Saturday of the Last Sunday after Trinity: The Day and Hour of Christ’s Return

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…for you know neither the day nor the hour in which the Son of Man is coming.

To say, “you don’t know when the Son of Man is coming” is slightly different than saying “you don’t know when the Son of Man will come.” The latter emphasizes the futureness of Jesus’ return. Jesus will come in the future, and you don’t know when that’s happening. It could, in fact, very likely, it will come well after your death. Isn’t that how most of us hear that?

The early church was a bit more optimistic and hopeful about His immediate return, but that was only because they didn’t have 2,000 years of experience to realize this could go on for, well, millennia. So we’re perhaps a bit more cynical. Jesus might return in our lifetimes, but very likely, our lives will come and go without His return.

The former way of speaking, the way Jesus in fact does speak in the Gospel, has a different sense. There’s no futureness there. It’s, “He is coming.” It’s present tense! He is coming in each of our lives. It’s as imminent an event as the present tense.

This also fits the way St. Peter speaks about Christ’s return, when he writes, “The Lord is not slack concerning His promise, as some count slackness, but is longsuffering toward us, not willing that any should perish but that all should come to repentance.” The implication of this verse is that the Lord, though taking a bit longer, will in fact return within the lives of those Peter’s writing to, which happens to be the entire Church.

Jesus is delaying His return, Peter writes, to give everyone a chance to repent. But, surely there were some among his audience who died prior to Christ’s return. Of course, every one of them died prior to Christ’s return. Wouldn’t that nullify Peter’s argument, that Jesus is delaying His return to give them all a chance to repent?

We could put it this way. Jesus has given Peter’s target audience at least 2,000 years and counting to repent! What do we do with the fact that they all died well before Christ’s return? How does Peter’s argument even make sense?

The fact is, Jesus is returning in each of our lifetimes, so each one of us should ever be ready for His return, and alert to His coming, and in a state of repentance. How so? Because each of us will witness the return of Christ within our lifetimes, that’s why. It will be the last thing we see in this world. How can this case be made?

Jesus says that the one who believes in Him will neither see nor taste death. He says, “Most assuredly, I say to you, if anyone keeps My word he shall never see death.” When the Jews challenged Him on this, they changed “see death” to “taste death.” We will not die. Well, let’s clarify that. Any Christian will not see or taste death. He will die – all of us will see him die. But he himself will not see or taste death. He will see “Christ’s day” just as Abraham did, as Jesus said in this same section, “Your father Abraham rejoiced to see My day, and he saw it and was glad.” Abraham didn’t taste or see death either. He saw “Christ’s day,” which is the day of His return.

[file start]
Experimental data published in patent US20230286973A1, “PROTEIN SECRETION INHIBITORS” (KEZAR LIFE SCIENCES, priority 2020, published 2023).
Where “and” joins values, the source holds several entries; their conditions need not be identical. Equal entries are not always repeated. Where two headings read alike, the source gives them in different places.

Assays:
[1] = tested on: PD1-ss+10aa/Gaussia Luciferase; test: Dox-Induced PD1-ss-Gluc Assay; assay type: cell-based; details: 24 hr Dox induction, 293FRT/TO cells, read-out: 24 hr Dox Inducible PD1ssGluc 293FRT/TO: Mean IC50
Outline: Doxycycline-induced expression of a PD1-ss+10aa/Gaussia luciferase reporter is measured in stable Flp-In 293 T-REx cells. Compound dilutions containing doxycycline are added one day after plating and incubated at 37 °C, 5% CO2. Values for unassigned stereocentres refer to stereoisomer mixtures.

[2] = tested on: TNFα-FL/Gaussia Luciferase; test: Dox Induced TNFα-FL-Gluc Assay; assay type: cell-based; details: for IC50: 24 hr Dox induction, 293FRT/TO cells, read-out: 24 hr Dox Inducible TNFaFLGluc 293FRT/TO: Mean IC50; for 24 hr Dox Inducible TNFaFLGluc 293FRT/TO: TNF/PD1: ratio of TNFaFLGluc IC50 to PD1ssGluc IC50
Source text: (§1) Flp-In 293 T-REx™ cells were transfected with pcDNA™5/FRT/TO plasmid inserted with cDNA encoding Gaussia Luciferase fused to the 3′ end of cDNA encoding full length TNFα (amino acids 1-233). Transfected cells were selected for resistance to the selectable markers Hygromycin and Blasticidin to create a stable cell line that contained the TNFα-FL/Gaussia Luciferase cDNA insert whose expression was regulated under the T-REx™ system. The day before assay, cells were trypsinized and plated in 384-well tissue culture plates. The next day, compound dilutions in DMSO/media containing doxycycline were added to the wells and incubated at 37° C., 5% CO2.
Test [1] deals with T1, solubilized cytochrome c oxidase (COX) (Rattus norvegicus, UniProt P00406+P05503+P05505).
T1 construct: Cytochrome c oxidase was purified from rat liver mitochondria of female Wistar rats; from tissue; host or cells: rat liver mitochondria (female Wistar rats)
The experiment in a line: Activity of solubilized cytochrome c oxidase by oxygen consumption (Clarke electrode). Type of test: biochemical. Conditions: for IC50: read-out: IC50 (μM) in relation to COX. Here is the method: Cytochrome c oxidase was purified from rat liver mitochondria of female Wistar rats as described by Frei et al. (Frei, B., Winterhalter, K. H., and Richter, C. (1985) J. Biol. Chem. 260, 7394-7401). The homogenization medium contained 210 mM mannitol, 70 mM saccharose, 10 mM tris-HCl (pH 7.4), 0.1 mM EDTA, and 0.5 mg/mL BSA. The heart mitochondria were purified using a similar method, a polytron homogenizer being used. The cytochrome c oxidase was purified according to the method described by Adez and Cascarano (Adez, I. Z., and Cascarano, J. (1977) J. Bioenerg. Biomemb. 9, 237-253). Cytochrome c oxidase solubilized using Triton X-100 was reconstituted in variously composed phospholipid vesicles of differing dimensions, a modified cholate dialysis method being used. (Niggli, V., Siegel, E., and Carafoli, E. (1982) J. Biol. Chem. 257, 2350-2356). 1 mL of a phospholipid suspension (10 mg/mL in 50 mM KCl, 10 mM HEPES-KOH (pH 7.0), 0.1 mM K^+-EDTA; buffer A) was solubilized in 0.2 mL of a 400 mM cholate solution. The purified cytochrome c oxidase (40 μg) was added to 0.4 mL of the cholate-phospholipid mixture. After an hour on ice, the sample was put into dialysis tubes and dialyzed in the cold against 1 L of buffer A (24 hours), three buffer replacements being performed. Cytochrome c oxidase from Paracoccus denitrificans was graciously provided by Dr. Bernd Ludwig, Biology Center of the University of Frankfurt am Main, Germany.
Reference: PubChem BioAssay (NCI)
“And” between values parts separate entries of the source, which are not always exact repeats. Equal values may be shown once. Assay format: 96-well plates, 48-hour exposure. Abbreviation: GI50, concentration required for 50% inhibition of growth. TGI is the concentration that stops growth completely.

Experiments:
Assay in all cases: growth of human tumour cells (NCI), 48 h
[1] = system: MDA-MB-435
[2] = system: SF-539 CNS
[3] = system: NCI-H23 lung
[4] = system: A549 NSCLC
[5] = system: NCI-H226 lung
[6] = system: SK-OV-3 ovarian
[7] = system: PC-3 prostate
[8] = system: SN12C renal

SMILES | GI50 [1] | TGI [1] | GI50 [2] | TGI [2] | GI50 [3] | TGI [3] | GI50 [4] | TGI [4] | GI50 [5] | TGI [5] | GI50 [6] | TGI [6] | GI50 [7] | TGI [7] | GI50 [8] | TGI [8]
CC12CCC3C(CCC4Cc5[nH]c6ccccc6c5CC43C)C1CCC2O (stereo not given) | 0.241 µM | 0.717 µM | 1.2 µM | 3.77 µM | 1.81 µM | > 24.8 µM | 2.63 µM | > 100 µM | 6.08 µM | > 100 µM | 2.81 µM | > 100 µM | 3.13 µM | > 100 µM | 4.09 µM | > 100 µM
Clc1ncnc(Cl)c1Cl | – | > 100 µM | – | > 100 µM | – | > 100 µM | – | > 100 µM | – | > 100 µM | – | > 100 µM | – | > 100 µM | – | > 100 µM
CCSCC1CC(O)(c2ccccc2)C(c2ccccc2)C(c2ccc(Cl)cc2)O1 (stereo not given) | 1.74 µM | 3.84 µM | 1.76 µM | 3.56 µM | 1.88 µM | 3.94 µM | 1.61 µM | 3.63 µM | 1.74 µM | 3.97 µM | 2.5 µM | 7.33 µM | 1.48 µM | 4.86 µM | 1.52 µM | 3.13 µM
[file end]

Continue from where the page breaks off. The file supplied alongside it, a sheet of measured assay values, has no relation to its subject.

But surely, you say, this was just Abraham seeing Jesus in His glorified state, in that period between death and resurrection. So Abraham was just a spirit floating up to heaven and encountering Christ. That’s not really Christ’s return.

Yet, Jesus is teaching the resurrection here, not the immortality of the soul. And in fact, when the Sadducees challenged Jesus on the resurrection of the flesh, Jesus pointed to the fact of Abraham’s resurrection at the time of Moses (!!) to make His case. As He said, “But concerning the resurrection of the dead, have you not read what was spoken to you by God, saying, ‘I am the God of Abraham, the God of Isaac, and the God of Jacob’? God is not the God of the dead, but of the living.”

How was Abraham resurrected at the time of Moses? Clearly everyone knew his body was somewhere in the ground in Canaan. Yet Jesus proves the resurrection by citing these words of Moses, “I am the God of [a living/resurrected] Abraham.”

How? Because Abraham didn’t see or taste death, Just as Jesus said, “Your father Abraham rejoiced to see My day.” That is, Abraham saw the day of Christ’s return, presumably before what we would call “his death.”

This is similar to what happened with Stephan just before he was stoned. He was about to die, but did he see or taste death? No. He saw Christ standing at the right hand of the Father. How can Christ be standing when we confess Him to be – and the Scriptures reveal Him to be – sitting? Well, when will Christ stand again? He will stand again when the “sitting at the right hand of the Father” phase of His creedal existence ends and the “from thence He will come and judge the quick and the dead” phase begins. Stephan saw Jesus coming to judge the quick and the dead. He saw the second coming.

So yes, each of us will see the second coming of Christ. It will be withing the lives of each of us. And for that reason, St. Peter can comfort us that, the reason we’re not dead yet is so that we have time to repent, and also, Jesus can say that we should, all of us!, stay alert because “He is coming” at a time and hour we do not know.

Do any of us know the day and time of our deaths, or at least, what others will see as our deaths?

A man is driving his car. Suddenly a semi trailer veers into his lane from the opposite direction. Lo and behold, just in the nick of time the man hears trumpets, sees heaven opened up, and sees Jesus standing up, calling him up. What a coincidence! But what a joy…especially if he is ready for Christ’s return.

None of us knows the day or hour when Jesus will return, but it will most certainly be in each of our lifetimes.

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